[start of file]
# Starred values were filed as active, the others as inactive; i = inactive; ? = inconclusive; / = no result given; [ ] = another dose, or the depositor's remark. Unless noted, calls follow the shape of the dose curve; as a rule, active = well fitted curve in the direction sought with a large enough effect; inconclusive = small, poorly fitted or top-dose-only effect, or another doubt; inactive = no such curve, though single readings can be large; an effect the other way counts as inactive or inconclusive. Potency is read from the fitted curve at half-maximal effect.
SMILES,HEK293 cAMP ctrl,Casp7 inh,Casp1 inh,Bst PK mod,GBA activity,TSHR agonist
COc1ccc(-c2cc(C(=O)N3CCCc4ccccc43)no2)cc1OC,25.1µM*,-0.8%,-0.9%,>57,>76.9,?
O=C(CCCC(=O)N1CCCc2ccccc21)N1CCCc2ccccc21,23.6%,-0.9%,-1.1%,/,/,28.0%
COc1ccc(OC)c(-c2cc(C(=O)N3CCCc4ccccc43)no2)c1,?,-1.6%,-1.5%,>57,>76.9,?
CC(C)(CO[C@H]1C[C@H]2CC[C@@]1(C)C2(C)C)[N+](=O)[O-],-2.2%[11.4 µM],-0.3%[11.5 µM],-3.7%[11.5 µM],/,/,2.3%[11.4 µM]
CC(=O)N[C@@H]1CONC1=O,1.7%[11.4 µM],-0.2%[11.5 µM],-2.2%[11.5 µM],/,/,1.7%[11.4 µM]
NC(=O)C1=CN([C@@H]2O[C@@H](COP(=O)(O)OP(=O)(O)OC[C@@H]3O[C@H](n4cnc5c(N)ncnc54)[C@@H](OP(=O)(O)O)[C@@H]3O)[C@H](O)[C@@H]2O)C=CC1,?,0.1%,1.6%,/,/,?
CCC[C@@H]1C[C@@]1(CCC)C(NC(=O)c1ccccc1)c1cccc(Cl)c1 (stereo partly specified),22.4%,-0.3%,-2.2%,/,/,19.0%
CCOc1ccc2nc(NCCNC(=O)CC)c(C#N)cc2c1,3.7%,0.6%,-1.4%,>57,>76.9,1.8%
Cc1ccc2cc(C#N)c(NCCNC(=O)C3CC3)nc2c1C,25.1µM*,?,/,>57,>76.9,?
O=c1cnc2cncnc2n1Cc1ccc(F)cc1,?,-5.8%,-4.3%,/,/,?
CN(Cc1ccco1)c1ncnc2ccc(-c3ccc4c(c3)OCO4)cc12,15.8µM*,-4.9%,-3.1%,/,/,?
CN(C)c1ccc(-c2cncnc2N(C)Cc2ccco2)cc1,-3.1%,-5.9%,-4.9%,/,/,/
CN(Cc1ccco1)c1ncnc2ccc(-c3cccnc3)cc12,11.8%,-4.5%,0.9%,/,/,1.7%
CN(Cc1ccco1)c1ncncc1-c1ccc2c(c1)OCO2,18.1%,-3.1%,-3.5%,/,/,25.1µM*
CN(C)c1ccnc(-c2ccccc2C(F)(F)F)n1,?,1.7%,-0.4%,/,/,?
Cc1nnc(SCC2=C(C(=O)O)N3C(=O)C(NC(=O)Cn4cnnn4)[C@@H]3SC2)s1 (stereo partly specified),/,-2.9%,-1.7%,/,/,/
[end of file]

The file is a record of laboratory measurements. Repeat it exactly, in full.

# Starred values were filed as active, the others as inactive; i = inactive; ? = inconclusive; / = no result given; [ ] = another dose, or the depositor's remark. Unless noted, calls follow the shape of the dose curve; as a rule, active = well fitted curve in the direction sought with a large enough effect; inconclusive = small, poorly fitted or top-dose-only effect, or another doubt; inactive = no such curve, though single readings can be large; an effect the other way counts as inactive or inconclusive. Potency is read from the fitted curve at half-maximal effect.
SMILES,HEK293 cAMP ctrl,Casp7 inh,Casp1 inh,Bst PK mod,GBA activity,TSHR agonist
COc1ccc(-c2cc(C(=O)N3CCCc4ccccc43)no2)cc1OC,25.1µM*,-0.8%,-0.9%,>57,>76.9,?
O=C(CCCC(=O)N1CCCc2ccccc21)N1CCCc2ccccc21,23.6%,-0.9%,-1.1%,/,/,28.0%
COc1ccc(OC)c(-c2cc(C(=O)N3CCCc4ccccc43)no2)c1,?,-1.6%,-1.5%,>57,>76.9,?
CC(C)(CO[C@H]1C[C@H]2CC[C@@]1(C)C2(C)C)[N+](=O)[O-],-2.2%[11.4 µM],-0.3%[11.5 µM],-3.7%[11.5 µM],/,/,2.3%[11.4 µM]
CC(=O)N[C@@H]1CONC1=O,1.7%[11.4 µM],-0.2%[11.5 µM],-2.2%[11.5 µM],/,/,1.7%[11.4 µM]
NC(=O)C1=CN([C@@H]2O[C@@H](COP(=O)(O)OP(=O)(O)OC[C@@H]3O[C@H](n4cnc5c(N)ncnc54)[C@@H](OP(=O)(O)O)[C@@H]3O)[C@H](O)[C@@H]2O)C=CC1,?,0.1%,1.6%,/,/,?
CCC[C@@H]1C[C@@]1(CCC)C(NC(=O)c1ccccc1)c1cccc(Cl)c1 (stereo partly specified),22.4%,-0.3%,-2.2%,/,/,19.0%
CCOc1ccc2nc(NCCNC(=O)CC)c(C#N)cc2c1,3.7%,0.6%,-1.4%,>57,>76.9,1.8%
Cc1ccc2cc(C#N)c(NCCNC(=O)C3CC3)nc2c1C,25.1µM*,?,/,>57,>76.9,?
O=c1cnc2cncnc2n1Cc1ccc(F)cc1,?,-5.8%,-4.3%,/,/,?
CN(Cc1ccco1)c1ncnc2ccc(-c3ccc4c(c3)OCO4)cc12,15.8µM*,-4.9%,-3.1%,/,/,?
CN(C)c1ccc(-c2cncnc2N(C)Cc2ccco2)cc1,-3.1%,-5.9%,-4.9%,/,/,/
CN(Cc1ccco1)c1ncnc2ccc(-c3cccnc3)cc12,11.8%,-4.5%,0.9%,/,/,1.7%
CN(Cc1ccco1)c1ncncc1-c1ccc2c(c1)OCO2,18.1%,-3.1%,-3.5%,/,/,25.1µM*
CN(C)c1ccnc(-c2ccccc2C(F)(F)F)n1,?,1.7%,-0.4%,/,/,?
Cc1nnc(SCC2=C(C(=O)O)N3C(=O)C(NC(=O)Cn4cnnn4)[C@@H]3SC2)s1 (stereo partly specified),/,-2.9%,-1.7%,/,/,/